Ryanair issues warning over summer 2024 flight fares in major blow to holidaymakers

ryan air plane

Ryanair may introduce higher fares by summertime

Solen Le Net

By Solen Le Net

Published: 26/02/2024

- 12:44

Updated: 28/03/2024

- 08:35

A shortage of planes could stir up chaos for holidaymakers during the summer season

Ryanair may mark up their basic prices by 10 per cent on last year following a shortage of operational planes, the airline’s boss has warned.

A delay in Boeing aircraft deliveries could force the Irish company to axe flights on high-frequency routes in the coming months.

Ryanair chief executive Michael O’Leary has forecast a 10 per cent jump in the budget airline’s ticket prices by summertime.

He warned that limitations in available planes will likely see many European airlines struggle to meet demand during the peak season.

Michael O'Leary

Michael O'Leary put the price increase down to a shortage of planes


Mr O’Leary said: “Fares in summer 2024 are going to be up again in summer 2023. Over average airfares in summer 2023 rose 17 per cent.

“We’re doing our budgets based on a fare increase of five to 10 per cent, which to me feels kind of reasonable.

“It could be higher than that, it could be lower than that, we really don’t know. If capacity was growing, I think fares would be falling.”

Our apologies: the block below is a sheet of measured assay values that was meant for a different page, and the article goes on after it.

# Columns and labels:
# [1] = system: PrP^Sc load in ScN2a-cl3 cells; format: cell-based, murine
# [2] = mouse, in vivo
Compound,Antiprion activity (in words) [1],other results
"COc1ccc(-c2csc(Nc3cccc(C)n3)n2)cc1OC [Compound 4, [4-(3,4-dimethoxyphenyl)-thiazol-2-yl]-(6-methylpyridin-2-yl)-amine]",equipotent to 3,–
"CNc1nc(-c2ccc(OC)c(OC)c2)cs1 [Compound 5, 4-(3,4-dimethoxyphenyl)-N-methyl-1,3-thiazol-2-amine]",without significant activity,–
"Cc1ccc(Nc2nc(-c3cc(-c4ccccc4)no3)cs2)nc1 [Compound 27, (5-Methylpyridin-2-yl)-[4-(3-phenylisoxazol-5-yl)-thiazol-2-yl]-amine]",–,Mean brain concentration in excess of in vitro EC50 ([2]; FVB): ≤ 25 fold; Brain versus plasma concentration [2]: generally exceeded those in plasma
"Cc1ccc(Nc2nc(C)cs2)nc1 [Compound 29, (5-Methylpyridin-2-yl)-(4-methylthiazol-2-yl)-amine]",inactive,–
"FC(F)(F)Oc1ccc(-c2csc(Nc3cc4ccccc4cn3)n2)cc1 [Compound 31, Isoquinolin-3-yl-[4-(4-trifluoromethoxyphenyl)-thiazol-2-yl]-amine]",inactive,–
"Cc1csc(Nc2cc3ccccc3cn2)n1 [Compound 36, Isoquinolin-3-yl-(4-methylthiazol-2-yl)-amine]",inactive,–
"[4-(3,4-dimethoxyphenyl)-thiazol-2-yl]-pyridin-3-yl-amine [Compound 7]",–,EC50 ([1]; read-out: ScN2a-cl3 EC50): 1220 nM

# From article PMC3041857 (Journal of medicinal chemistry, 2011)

Ryanair faces the potential ordeal of cancelling hundreds of flights in the following months due to delayed deliveries.

The budget airline acquires its aeroplanes from the U.S. company Boeing, which has endured a wide range of problems lately.

More than 170 Boeing 737 Max 9 planes were grounded in January after Alaska Airlines lost a door mid-flight due to loose screws.

The manufacturer has since been ordered to pause production by US regulators while it addresses quality control procedures.

Ryanair was expecting to take the delivery of 57 new 737 aircraft in 2024, but may only see 35 delivery, The Telegraph reports.

Ryan air

Ryan Air acquires its aircrafts from Boeing


Staff shortages have already prevented the airline from increasing its capacity to meet the surging demand.

It comes as the airline cut its profit expectations after some online travel agents stopped selling its flights.

The airline reduced fares to fill seats at the end of 2023 after sites including Booking.com, Kiwi, and Kayak removed Ryanair flights from their platforms.

The move from online travel agents, coupled with an increase in the airline’s fuel bills, has taken a hit at the airline’s profits.

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